December 19, 2004

State of the Prisons

Hm, the Center on Budget and Policy Priorities notes that many states are facing looming fiscal shortfalls in the coming year. This reminds me of something I've wanted to talk about for awhile: prison policy on the state level. (Whoo!)

You'd never know it from the Bush-Dukakis debates of yore, but prison policy is essentially a state concern: of the 2,000,000 people incarcerated nationwide, less than 160,000 are federal prisoners. The rest manage to swell state budgets. Nosing around in this report, meanwhile, it appears that corrections is the only state function that has consistently grown as a percentage of state budgets since 1987 (excluding Medicaid, whose expenditures are set by the federal government). The good news, however, is that a lot of smart, sensible changes to the system—like adequately funding parole programs to reduce recidivism rates—can be handled entirely by the state executive branch. Did everyone get the unilateralism memo? Good. (Unfortunately, sentencing laws are a lot harder to fix--thanks to both federal guidelines and punitive-minded state legislatures.)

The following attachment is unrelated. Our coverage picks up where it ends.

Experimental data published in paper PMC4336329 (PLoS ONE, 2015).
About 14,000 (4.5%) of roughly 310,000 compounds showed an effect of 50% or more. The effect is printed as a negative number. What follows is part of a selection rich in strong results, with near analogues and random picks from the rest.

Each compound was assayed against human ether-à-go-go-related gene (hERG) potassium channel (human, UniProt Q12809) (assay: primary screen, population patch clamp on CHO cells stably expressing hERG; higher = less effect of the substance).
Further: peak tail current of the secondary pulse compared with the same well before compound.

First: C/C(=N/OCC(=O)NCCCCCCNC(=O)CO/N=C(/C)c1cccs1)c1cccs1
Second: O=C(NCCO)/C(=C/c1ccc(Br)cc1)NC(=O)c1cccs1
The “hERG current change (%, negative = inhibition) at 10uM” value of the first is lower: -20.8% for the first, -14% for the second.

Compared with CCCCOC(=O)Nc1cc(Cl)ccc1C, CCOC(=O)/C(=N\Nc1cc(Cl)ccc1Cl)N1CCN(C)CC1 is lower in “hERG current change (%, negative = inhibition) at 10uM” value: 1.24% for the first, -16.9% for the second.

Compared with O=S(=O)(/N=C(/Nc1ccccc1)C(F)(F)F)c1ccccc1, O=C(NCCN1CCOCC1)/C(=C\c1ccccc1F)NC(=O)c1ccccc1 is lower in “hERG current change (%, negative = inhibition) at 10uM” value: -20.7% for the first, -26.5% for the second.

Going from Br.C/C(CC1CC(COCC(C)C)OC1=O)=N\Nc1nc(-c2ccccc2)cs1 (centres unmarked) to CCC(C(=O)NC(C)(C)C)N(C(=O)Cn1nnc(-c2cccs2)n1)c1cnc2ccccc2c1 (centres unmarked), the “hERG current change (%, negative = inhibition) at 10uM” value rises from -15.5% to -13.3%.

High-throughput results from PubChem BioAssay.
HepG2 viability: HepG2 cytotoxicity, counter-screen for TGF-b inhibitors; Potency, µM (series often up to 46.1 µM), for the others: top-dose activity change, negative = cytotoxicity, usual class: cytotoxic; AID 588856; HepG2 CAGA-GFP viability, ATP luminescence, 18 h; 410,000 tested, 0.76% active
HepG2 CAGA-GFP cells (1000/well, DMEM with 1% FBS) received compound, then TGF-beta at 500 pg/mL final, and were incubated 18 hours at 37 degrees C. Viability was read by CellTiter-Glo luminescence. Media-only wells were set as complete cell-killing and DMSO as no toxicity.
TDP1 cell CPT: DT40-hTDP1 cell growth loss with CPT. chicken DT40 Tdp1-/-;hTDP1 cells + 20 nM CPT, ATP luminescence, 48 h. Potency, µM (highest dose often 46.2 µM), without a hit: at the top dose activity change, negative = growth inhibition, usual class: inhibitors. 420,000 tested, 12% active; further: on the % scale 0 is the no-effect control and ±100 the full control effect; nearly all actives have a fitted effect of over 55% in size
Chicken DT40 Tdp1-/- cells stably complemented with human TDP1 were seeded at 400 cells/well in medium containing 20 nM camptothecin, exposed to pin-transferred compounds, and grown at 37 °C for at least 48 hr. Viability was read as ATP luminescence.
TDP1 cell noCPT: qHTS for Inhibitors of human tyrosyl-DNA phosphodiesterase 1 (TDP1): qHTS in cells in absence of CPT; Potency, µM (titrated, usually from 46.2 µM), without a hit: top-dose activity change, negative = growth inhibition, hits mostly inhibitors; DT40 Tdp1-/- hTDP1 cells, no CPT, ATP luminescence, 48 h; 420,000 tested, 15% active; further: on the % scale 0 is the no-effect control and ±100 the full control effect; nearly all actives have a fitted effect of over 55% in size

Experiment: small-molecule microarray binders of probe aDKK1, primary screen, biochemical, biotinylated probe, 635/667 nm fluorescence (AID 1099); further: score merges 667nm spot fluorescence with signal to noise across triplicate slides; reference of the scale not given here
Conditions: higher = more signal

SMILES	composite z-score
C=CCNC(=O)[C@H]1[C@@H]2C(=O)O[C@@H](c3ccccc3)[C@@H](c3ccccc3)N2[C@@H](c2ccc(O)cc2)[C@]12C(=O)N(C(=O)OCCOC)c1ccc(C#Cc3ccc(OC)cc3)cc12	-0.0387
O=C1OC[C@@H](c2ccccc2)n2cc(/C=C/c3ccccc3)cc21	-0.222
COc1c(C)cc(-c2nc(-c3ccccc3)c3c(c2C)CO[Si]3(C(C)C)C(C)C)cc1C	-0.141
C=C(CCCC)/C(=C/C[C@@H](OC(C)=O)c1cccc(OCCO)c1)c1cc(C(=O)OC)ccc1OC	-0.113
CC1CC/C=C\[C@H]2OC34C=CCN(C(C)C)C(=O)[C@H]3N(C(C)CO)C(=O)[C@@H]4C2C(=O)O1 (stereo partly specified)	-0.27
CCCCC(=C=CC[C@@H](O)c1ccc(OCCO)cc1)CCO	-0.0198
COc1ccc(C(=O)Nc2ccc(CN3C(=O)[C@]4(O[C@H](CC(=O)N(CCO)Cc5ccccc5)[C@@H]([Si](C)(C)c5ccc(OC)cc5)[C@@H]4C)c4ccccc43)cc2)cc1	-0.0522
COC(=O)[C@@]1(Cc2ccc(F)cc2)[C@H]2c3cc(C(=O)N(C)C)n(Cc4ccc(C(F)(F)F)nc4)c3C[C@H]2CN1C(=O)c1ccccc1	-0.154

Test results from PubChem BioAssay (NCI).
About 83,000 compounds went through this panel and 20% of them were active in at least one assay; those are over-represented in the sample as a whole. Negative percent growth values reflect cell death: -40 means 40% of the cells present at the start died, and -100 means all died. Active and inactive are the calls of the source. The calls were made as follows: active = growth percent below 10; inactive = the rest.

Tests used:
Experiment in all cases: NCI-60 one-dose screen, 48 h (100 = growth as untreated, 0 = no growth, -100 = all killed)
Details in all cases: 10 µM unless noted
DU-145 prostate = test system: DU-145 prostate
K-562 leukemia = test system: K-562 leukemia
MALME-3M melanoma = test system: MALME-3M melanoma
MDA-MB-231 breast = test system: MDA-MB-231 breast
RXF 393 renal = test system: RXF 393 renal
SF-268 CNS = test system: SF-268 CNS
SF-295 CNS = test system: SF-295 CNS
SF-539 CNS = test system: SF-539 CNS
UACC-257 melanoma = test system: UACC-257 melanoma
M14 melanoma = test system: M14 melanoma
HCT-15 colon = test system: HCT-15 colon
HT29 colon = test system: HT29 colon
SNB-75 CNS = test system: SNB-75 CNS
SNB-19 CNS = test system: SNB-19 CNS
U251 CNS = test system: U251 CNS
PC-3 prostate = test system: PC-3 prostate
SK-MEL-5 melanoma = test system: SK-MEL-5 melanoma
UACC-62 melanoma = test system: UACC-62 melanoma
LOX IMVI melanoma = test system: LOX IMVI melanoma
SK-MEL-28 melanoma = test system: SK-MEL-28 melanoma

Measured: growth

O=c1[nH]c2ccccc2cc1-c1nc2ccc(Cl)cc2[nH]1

Anyways, I don't know what particular advances have been made state to state thus far, but Democratic governors could quite easily get together and focus on a party-wide effort to decrease prison populations in their blue-governed states, via parole reform, community policing, or whatever else governors can get away with, and academic experts can agree on. (Surprisingly, experts can agree on a lot when it comes to reforming prisons; unfortunately no one listens to them.) It's true that crime control is no longer the national concern it was in, say, 1988 or 1992. But popular opinion has very much shifted away from harsher sentencing, and if the Democrats want to keep the mantle of reform, this is as good a place as any to start reforming things. The party's not going to get much of a chance to do stuff on the national level for at least two years, so the states are a good place to coordinate these sorts of efforts.
-- Brad Plumer 7:04 PM || ||